6. Train and socialize your pets. A positively trained pet will be more comfortable and less likely to get lost. Socialize dogs and cats so they’ll be confident (not fearful) in different situations. Make sure your pets are comfortable riding in their carriers in the car and know how to walk on a leash/harness. Teach your pets to wait before jumping out of the car (after a pause, give them a treat). You may think that you can’t train a cat. But I used to have a cat that came when I called “Come get a fishy treat!” because I always produced a “fishy treat” when she arrived (ok, maybe she was training me!). This trick can help you find a pet that’s hiding under a foundation or lost in the neighborhood.
7. Tune in to your pets. They’re tuned in to you. Give them opportunities to do what they were bred to do. Help them relax and be confident. Appreciate them for who they are. The more connected you are to your pets, the better you will weather anything together.
8. Be resilient. An old girl who has lost everything can recover with dignity and grace, and be happy. Kate taught me this too.
Feline Immunodeficiency Virus (FIV) is an often misunderstood condition. According to the Feline Health Center at Cornell University, the virus affects approximately 1.5 to 3 percent of healthy cats in the United States, with slighly higher rates in cats that are sick or at high risk for infection. FIV is a lentivirus, which means it moves very slowly, and it gradually affects a cat’s immune system. It is passed from cat to cat through blood transfusions and serious, penetrating bite wounds. FIV cannot be transmitted to humans.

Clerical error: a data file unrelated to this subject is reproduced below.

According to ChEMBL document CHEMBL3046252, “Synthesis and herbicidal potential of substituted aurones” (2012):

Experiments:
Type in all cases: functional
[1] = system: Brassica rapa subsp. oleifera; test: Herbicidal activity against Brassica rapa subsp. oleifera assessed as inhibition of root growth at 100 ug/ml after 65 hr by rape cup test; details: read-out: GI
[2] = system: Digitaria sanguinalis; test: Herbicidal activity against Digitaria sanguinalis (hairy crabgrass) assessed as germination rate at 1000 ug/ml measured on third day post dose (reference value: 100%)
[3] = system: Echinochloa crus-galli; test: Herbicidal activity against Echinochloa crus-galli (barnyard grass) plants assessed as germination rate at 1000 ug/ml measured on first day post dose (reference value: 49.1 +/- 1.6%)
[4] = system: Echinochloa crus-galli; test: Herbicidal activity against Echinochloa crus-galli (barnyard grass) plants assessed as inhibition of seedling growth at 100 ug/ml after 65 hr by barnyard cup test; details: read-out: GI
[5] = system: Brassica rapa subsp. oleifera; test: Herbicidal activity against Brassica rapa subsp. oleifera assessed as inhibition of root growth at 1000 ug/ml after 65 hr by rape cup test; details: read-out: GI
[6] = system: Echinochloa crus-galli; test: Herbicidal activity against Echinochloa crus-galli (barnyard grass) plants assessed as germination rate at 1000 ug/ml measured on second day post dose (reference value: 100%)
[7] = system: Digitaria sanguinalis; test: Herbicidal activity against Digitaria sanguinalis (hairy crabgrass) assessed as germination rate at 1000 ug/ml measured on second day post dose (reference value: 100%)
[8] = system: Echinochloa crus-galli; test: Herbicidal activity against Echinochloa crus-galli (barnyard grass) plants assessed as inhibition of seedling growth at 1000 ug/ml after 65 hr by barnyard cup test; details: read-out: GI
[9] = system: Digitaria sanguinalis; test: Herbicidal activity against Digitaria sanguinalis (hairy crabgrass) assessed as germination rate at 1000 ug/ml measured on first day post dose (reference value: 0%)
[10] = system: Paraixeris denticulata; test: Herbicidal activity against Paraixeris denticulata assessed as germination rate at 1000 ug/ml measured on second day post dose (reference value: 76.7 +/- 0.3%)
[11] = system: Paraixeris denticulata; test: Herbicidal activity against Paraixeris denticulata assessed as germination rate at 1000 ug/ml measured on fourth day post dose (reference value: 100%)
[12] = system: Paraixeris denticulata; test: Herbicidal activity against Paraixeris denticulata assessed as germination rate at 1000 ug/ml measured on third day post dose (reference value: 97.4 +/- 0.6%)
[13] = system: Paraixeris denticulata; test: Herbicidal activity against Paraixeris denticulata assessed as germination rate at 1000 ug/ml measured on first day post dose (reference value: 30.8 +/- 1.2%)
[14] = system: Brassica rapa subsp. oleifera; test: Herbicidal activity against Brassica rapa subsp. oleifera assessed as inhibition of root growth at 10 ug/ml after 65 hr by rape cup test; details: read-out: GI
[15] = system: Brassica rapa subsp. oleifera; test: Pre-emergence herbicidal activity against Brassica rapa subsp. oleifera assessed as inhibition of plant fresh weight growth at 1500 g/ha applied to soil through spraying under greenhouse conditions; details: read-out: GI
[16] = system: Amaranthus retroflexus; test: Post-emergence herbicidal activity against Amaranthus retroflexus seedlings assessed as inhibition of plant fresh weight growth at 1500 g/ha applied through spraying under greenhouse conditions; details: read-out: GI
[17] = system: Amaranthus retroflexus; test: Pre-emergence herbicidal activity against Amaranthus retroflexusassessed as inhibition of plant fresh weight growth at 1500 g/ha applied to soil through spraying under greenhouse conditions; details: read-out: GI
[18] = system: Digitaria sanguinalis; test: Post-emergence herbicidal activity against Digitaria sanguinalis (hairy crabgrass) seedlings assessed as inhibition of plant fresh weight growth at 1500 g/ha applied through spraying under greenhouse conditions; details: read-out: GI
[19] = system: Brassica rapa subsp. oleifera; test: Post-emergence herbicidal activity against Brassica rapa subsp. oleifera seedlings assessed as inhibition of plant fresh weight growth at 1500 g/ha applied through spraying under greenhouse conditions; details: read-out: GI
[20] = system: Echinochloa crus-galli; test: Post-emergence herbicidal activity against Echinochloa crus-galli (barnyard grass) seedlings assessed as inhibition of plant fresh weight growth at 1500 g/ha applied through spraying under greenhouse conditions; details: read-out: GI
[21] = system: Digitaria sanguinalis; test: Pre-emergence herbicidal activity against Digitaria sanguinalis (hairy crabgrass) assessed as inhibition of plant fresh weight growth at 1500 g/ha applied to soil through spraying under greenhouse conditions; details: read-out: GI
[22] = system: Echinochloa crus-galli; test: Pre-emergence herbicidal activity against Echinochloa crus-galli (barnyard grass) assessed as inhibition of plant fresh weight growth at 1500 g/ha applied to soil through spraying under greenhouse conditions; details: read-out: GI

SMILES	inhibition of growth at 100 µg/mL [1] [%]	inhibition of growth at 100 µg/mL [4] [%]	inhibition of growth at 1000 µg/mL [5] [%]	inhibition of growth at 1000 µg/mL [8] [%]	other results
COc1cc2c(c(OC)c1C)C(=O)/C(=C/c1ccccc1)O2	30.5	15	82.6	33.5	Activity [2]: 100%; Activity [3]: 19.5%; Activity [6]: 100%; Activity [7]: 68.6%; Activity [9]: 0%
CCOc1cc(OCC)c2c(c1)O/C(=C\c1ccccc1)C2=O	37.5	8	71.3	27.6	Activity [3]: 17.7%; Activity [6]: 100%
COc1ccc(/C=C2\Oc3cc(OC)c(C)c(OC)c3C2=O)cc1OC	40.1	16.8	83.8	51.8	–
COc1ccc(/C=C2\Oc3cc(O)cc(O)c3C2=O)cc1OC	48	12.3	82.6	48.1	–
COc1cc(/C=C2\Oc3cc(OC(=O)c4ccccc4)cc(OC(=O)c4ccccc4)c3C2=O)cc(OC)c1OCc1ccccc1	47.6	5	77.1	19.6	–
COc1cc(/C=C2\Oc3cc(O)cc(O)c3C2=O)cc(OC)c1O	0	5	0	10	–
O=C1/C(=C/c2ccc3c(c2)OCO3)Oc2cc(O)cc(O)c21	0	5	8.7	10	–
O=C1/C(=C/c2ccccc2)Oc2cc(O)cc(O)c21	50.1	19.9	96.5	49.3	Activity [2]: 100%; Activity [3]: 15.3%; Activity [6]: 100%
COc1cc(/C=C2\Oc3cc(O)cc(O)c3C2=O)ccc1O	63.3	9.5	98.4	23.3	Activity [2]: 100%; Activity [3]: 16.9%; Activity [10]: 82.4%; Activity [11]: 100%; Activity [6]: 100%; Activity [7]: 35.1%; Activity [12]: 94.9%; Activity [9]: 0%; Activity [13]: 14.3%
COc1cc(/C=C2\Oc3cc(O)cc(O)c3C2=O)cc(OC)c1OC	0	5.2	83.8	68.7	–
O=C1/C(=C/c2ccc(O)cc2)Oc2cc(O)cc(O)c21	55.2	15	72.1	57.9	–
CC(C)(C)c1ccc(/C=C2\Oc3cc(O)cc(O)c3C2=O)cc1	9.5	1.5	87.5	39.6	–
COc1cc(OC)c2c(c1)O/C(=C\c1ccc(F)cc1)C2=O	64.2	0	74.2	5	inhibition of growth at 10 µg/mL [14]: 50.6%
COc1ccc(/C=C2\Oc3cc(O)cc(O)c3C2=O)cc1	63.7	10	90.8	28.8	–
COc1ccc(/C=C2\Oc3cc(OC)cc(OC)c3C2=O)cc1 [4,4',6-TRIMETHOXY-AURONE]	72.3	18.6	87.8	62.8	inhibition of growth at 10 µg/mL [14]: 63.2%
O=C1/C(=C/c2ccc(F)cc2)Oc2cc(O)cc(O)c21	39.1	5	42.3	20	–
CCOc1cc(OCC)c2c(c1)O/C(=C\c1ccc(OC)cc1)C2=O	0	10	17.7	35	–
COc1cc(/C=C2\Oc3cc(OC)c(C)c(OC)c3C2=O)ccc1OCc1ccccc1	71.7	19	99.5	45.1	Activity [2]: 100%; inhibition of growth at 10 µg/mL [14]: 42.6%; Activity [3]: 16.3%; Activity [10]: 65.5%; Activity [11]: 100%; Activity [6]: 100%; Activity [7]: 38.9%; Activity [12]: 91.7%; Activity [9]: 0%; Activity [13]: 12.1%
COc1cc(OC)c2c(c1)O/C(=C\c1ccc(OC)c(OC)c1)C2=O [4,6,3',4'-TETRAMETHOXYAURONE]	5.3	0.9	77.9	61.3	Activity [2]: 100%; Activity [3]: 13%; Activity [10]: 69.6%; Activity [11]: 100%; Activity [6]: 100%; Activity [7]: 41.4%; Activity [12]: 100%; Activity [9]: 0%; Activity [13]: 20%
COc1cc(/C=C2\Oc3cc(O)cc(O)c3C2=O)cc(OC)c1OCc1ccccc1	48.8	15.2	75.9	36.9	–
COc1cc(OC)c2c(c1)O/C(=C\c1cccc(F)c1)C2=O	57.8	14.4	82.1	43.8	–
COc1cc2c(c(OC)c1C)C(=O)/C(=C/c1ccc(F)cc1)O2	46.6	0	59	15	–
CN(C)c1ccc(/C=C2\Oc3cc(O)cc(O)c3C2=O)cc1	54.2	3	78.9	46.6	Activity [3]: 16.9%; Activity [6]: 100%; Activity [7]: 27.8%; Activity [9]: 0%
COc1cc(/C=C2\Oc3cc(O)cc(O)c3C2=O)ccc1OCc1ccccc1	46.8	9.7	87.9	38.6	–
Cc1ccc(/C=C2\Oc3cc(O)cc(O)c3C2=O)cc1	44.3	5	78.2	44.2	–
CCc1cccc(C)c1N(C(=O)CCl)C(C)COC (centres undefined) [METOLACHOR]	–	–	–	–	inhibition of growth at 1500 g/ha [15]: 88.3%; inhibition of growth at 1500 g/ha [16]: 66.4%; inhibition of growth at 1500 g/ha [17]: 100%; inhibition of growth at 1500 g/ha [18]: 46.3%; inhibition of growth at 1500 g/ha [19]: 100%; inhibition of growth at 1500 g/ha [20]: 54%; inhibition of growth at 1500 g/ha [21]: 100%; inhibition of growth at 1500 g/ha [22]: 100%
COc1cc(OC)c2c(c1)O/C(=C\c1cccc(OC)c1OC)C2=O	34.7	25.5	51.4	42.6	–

There are a lot of misconceptions about this virus, and contrary to what many people believe, FIV cats can live long, healthy lives if cared for properly. My former office cat, Virginia, lived to be 14, despite her FIV positive status. This article hopes to dispel some of the myths surrounding this virus and provide a better understanding both for those who live with an FIV positive cat, but also for the many FIV positive cats in shelters and with private rescues who are looking for loving homes. The fact that a cat has the virus should not automatically eliminate her from being considered for adoption!